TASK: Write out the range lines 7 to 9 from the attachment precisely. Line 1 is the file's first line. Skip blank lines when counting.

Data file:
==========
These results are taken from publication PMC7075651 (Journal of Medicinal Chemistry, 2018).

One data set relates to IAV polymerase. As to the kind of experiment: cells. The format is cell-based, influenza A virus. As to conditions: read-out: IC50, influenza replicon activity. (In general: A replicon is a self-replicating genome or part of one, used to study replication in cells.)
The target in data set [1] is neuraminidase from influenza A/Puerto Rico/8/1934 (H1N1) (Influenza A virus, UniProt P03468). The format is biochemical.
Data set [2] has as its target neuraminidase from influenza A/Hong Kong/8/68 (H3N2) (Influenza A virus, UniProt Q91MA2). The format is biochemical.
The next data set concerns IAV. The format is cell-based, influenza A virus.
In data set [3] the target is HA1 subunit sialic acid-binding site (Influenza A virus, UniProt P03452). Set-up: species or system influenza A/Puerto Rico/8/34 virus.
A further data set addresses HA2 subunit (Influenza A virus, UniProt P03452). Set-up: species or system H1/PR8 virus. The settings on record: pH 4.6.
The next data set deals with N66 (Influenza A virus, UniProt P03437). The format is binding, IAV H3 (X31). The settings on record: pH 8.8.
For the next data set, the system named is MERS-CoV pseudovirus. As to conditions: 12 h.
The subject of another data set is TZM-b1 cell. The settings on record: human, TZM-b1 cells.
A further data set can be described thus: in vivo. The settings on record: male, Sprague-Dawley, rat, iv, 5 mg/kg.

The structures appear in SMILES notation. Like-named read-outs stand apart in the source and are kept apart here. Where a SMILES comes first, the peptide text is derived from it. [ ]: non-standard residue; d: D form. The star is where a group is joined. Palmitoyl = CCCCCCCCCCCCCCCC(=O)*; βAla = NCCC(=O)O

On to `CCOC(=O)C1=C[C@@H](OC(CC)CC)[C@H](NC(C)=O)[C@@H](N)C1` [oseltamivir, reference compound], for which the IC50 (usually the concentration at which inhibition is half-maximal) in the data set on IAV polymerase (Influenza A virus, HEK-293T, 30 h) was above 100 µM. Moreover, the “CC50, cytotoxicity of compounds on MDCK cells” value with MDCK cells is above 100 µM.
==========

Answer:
A further data set addresses HA2 subunit (Influenza A virus, UniProt P03452). Set-up: species or system H1/PR8 virus. The settings on record: pH 4.6.
The next data set deals with N66 (Influenza A virus, UniProt P03437). The format is binding, IAV H3 (X31). The settings on record: pH 8.8.
For the next data set, the system named is MERS-CoV pseudovirus. As to conditions: 12 h.